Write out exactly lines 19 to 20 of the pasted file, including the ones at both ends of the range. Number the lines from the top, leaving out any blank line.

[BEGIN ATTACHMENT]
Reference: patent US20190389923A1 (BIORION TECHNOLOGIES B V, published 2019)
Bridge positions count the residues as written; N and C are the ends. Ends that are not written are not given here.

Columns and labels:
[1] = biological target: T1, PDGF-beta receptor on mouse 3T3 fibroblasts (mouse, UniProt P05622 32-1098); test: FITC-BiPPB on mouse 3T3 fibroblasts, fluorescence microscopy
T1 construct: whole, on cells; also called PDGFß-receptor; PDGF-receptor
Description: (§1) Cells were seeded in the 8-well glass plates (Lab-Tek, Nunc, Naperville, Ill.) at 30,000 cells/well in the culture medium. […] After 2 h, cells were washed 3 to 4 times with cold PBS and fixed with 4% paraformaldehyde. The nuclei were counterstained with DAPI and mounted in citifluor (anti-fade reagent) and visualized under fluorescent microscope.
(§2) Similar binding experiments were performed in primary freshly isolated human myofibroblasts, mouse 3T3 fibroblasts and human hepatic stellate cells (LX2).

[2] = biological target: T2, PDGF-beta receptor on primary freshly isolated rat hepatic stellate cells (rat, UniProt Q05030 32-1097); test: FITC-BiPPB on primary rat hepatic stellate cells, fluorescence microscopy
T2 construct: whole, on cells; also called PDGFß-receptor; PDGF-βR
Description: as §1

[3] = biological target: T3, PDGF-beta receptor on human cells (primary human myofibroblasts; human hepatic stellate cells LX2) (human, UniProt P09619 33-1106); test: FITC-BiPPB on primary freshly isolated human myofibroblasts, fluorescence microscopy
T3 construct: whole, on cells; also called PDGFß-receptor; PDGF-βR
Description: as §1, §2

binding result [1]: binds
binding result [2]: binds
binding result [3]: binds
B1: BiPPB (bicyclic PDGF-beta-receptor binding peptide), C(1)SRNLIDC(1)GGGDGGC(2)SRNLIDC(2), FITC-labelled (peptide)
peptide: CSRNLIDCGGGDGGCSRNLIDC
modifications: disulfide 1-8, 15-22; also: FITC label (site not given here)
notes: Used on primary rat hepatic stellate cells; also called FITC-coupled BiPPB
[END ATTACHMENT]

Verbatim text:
modifications: disulfide 1-8, 15-22; also: FITC label (site not given here)
notes: Used on primary rat hepatic stellate cells; also called FITC-coupled BiPPB